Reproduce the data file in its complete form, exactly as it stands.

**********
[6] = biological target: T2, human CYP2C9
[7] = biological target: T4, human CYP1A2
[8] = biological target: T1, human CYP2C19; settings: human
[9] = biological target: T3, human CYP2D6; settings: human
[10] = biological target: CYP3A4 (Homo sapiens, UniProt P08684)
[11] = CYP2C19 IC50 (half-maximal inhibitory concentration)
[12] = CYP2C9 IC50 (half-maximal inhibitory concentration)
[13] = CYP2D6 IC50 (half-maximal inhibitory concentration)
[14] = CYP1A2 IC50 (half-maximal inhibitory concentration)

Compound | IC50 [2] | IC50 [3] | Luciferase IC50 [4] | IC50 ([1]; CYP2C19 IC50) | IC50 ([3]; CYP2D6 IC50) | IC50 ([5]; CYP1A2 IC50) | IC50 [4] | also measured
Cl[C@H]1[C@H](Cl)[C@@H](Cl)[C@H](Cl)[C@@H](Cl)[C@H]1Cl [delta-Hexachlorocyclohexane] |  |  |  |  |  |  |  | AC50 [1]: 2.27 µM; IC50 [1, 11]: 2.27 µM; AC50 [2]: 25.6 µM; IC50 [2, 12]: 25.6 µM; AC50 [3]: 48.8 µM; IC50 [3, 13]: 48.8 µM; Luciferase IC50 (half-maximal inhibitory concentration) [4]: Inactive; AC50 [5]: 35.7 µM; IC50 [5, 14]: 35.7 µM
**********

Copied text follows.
[6] = biological target: T2, human CYP2C9
[7] = biological target: T4, human CYP1A2
[8] = biological target: T1, human CYP2C19; settings: human
[9] = biological target: T3, human CYP2D6; settings: human
[10] = biological target: CYP3A4 (Homo sapiens, UniProt P08684)
[11] = CYP2C19 IC50 (half-maximal inhibitory concentration)
[12] = CYP2C9 IC50 (half-maximal inhibitory concentration)
[13] = CYP2D6 IC50 (half-maximal inhibitory concentration)
[14] = CYP1A2 IC50 (half-maximal inhibitory concentration)

Compound | IC50 [2] | IC50 [3] | Luciferase IC50 [4] | IC50 ([1]; CYP2C19 IC50) | IC50 ([3]; CYP2D6 IC50) | IC50 ([5]; CYP1A2 IC50) | IC50 [4] | also measured
Cl[C@H]1[C@H](Cl)[C@@H](Cl)[C@H](Cl)[C@@H](Cl)[C@H]1Cl [delta-Hexachlorocyclohexane] |  |  |  |  |  |  |  | AC50 [1]: 2.27 µM; IC50 [1, 11]: 2.27 µM; AC50 [2]: 25.6 µM; IC50 [2, 12]: 25.6 µM; AC50 [3]: 48.8 µM; IC50 [3, 13]: 48.8 µM; Luciferase IC50 (half-maximal inhibitory concentration) [4]: Inactive; AC50 [5]: 35.7 µM; IC50 [5, 14]: 35.7 µM